215 Of the pathetic Interview between Priam and Achilles, with

Reflections on Eloquence, and the force of a mournful desponding Attitude

218 Speeches between Priam and Achilles

219 Homer's knowledge of Mankind, and Power over the human Heart

225 Of some of the Defects in the Iliad, with a few Words by way of Defence

226 Of the Sentiments, Di&tion, and Numbers

ibid. Of the Painting of Homer---His Descriptions and Similies numerous and beautiful

ibid,

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212

213

Description of Jupiter

227 Description of the Deities engaged in the Combat ibid. Similies in the Description of the Grecian Army marching against the Trojans

228 The Iliad more Dramatic than any other Epic Poem 230 How Youth ought to read Homer

231 A Remark on Eustathius

ibid. Of the Odyley

The fate of the Grecian Heroes after the taking of Troy 232 The Design and Fable of the Odyssey

233 The Odyssey more useful than the Iliad

234 Ulyles condemn'd for an Action which has been applauded in the Czar of Muscovy

235 Description of Calypso's Grotto

236 Of the Episodes, many of which contain important Truths

and useful Lessons, conveyed by way of Fiction and Allegory

239 Of the opening the Bags in which Æolus had confined

the Winds---Circes turning the Companions of Ulylles into Swine---and the Sirens Song

ibid. The Characters finely drawn

240 Of the Sentiments, Diction and Numbers

241 Story of the Dog Argus

242 Of Nausicaa's washing her nuptial Linen, and playing at Ball with her Maidens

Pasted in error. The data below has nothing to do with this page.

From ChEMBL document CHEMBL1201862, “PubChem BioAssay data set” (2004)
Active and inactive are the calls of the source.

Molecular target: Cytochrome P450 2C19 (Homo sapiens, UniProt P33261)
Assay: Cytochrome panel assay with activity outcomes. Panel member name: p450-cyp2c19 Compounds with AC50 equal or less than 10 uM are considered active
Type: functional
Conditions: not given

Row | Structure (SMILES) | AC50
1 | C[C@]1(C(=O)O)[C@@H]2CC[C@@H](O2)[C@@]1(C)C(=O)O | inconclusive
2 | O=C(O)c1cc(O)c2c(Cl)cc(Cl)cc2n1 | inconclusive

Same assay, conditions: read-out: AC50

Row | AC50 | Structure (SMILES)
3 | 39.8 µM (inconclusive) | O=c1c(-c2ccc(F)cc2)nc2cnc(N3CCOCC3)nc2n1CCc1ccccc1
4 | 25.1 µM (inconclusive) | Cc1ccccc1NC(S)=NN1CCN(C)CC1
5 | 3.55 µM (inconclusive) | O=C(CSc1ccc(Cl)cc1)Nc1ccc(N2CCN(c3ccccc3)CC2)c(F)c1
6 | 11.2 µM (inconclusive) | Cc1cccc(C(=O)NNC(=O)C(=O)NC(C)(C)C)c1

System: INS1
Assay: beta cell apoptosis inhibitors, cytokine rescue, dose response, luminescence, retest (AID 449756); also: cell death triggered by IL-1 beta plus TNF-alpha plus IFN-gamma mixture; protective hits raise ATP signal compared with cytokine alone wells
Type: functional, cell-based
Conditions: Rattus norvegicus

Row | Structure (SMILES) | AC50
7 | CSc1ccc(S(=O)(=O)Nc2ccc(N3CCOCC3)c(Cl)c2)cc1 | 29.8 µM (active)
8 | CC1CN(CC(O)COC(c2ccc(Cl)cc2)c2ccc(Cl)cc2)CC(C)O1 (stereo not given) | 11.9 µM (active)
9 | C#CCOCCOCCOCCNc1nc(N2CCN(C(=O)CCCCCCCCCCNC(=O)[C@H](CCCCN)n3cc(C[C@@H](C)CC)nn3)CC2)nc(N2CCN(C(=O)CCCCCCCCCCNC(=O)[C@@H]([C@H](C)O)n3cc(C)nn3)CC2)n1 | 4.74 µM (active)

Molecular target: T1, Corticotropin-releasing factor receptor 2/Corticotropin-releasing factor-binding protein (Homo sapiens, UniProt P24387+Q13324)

243 Ulyses led by Pallas to the Phaacian Court

248 An useful Precept respecting Behaviour

ibid, Description of the Palace and Gardens of Alcinous

249 The artful Manner in which Ulyfes address’d the Queen 250 His Reception at Court

ibid. Contends with the Phæacians at their Games

253 Character of Demodocus, a blind Bard

254 The Effect his Song had on Ulyles

255 Ulyses relates his Adventures to the Phæacians

237 Account of Polyphemus and his Cave

259 Descent of Ulysses to the infernal Shades indefendible 260 Dr. Warburton's Opinion of this Passage

261 Bad effect of it as to the Poem

262 Arguments which the Critics have introduced to palliate some of the Escapes in Homer, absurd

263 Ulyses discovered by Euryclea

ibid. Speech of Phemius the Bard, in behalf of himself, and in honour of his Profession

265 The prudent Precaution of Penelope

266 The manner in which Ulysses is discovered to his Father, poetical, but not prudent

267 The best Method of making Criticism instructive and agreeable to young Minds

271 Of Virgil's Æneid

272 ibi

Tha Dafion of the Poem

The Address of the Poet

ibid.

Character of the Author, and his intimacy with Augustus 274

He decides an important Debate in Politics

275

of the great Honours paid to Virgil by the Roman People ibid.

The Fable of the Poem

ibid.

Of the Episodes

276

Of the Action, the Moral, and the artful and interesting
manner in which it is deliver'd

ibid.
Of his celestial Machinery.

277
Of the Characters, which are justly conceived and well sustained

278
Of the Hero, Turnus, Dido, Latinus, and Amata ibid.

The Character of Lavinia, her Blush beautifully drawn 279
Of Evander---- His noble Simplicity of Manners, his Piety,

Generosity, and Friendship, contrasted with the impious,
abandon'd, and cruel Disposition of Mezentius

ibid.
The Characters of Anchises, Sinon, Drances, Camilla, Nifus
and Euryalus

ibid.
Of the Sentiments which are consistent with his Characters,